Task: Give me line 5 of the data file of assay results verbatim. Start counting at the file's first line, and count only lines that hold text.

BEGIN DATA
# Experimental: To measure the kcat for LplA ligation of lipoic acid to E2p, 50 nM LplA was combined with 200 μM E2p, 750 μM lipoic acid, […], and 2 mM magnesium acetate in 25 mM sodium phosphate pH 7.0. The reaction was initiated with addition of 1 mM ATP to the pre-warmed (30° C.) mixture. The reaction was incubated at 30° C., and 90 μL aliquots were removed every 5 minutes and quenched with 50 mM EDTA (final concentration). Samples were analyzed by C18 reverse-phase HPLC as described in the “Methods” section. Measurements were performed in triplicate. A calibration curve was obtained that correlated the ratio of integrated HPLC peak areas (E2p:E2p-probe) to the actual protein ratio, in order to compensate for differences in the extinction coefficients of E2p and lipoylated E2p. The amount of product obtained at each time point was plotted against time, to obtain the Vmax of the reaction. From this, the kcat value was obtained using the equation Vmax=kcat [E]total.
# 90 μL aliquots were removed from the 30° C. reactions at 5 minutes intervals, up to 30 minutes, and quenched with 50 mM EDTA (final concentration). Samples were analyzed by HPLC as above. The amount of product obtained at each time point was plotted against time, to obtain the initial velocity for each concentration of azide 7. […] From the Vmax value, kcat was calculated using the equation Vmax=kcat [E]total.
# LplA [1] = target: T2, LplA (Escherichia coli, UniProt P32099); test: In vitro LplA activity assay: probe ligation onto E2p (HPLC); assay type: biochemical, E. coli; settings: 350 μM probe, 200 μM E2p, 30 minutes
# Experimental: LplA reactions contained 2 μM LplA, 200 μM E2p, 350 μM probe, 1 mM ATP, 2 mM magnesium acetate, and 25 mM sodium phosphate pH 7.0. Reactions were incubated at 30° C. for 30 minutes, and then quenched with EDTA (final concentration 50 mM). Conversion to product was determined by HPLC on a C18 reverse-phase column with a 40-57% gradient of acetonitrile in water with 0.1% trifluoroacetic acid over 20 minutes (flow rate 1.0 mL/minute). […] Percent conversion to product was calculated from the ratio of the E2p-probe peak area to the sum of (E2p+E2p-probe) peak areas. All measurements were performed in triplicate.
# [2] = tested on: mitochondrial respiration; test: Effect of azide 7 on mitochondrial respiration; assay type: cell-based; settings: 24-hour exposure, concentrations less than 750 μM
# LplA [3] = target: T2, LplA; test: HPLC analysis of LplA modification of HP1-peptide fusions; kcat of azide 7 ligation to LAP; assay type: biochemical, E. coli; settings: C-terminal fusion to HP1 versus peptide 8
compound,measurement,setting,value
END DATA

# [2] = tested on: mitochondrial respiration; test: Effect of azide 7 on mitochondrial respiration; assay type: cell-based; settings: 24-hour exposure, concentrations less than 750 μM